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J Am Assoc Lab Anim Sci. 2017 Nov 1;56(6):792-801.

Using Telemetry Data to Refine Endpoints for New Zealand White Rabbits Challenged with Bacillus anthracis.

Author information

1
National Biological Threat Characterization Center, National Biodefense Analysis and Countermeasures Center, Frederick, Maryland.
2
National Biological Threat Characterization Center, National Biodefense Analysis and Countermeasures Center, Frederick, Maryland;, Email: angelo.scorpio@nbacc.dhs.gov.

Abstract

We used a continuous-monitoring digital telemetry system to investigate temperature response in New Zealand White rabbits after inhalation or subcutaneous challenge with Bacillus anthracis. Two spore preparations of B. anthracis Ames A2084 were evaluated by using a nose-only inhalation model, and 2 strains, B. anthracis Ames A2084 and B. anthracis UT500, were evaluated in a subcutaneous model. Animal body temperature greater than 3 SD above the mean baseline temperature was considered a significant increase in body temperature (SIBT). All rabbits that exhibited SIBT after challenge by either route of infection or bacterial strain eventually died or were euthanized due to infection, and all rabbits that died or were euthanized due to infection exhibited SIBT during the course of disease. The time at onset of SIBT preceded clinical signs of disease in 94% of the rabbits tested by as long as 2 days. In addition, continuous temperature monitoring facilitated discrimination between the 2 B. anthracis strains with regard to the time interval between SIBT and death. These data suggest that for the New Zealand White rabbit anthrax model, SIBT is a reliable indicator of infection, is predictive of experimental outcome in the absence of treatment, and is measurable prior to the appearance of more severe signs of disease. The use of digital telemetry to monitor infectious disease course in animal models of anthrax can potentially be used in conjunction with other clinical score metrics to refine endpoint euthanasia criteria.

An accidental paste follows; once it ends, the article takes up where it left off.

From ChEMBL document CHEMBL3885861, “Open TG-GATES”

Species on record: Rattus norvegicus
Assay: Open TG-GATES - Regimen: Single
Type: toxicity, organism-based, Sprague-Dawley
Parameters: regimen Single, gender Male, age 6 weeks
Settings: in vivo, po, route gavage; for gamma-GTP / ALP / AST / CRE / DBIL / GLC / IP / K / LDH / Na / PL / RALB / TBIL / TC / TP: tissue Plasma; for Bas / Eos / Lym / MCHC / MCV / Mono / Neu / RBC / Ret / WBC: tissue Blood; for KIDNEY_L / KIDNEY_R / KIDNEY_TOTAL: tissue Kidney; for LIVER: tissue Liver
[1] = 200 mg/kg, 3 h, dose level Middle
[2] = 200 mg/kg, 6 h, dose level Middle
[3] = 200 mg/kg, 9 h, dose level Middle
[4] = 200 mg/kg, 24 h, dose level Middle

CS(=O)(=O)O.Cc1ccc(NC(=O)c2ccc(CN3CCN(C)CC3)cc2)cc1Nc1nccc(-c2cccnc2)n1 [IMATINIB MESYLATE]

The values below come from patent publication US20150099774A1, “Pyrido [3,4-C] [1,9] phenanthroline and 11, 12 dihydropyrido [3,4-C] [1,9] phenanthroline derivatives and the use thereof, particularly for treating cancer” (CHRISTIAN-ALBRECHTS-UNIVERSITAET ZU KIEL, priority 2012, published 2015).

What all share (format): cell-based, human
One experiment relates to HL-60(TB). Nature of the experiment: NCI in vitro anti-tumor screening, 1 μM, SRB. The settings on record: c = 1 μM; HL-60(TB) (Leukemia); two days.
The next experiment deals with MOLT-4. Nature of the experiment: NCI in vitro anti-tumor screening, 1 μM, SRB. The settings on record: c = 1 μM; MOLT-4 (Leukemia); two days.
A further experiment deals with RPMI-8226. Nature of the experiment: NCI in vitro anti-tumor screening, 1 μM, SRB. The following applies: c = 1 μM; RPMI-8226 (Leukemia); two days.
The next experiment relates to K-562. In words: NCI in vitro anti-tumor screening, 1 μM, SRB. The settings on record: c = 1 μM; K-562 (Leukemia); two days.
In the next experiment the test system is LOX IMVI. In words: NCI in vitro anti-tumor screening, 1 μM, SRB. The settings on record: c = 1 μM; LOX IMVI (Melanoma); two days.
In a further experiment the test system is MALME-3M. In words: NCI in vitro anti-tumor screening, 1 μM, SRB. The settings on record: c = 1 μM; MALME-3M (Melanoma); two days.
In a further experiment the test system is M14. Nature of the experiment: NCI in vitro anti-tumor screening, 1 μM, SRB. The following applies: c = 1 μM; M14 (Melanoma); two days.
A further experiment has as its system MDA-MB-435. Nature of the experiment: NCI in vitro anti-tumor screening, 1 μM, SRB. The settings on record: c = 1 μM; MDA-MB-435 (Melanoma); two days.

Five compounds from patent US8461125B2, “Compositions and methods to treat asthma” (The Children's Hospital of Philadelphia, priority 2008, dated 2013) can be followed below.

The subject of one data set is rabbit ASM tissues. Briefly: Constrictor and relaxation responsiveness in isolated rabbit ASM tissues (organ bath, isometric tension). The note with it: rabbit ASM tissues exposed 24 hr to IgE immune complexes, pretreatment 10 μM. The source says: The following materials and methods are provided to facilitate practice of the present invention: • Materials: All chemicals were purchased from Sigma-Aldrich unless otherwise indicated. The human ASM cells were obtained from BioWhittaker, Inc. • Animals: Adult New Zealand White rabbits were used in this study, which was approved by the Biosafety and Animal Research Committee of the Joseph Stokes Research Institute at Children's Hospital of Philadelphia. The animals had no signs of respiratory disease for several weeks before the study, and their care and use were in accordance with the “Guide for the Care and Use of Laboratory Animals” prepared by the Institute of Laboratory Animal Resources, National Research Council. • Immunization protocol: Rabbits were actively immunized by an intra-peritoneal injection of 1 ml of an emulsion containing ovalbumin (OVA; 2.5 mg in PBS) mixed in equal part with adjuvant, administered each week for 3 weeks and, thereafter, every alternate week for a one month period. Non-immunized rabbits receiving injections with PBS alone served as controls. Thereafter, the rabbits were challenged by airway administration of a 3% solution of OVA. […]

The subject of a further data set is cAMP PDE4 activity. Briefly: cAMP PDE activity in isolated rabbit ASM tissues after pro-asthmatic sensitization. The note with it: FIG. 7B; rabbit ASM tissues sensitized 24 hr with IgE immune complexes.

PMID:
29256375
PMCID:
PMC5710159
[Indexed for MEDLINE]
Free PMC Article

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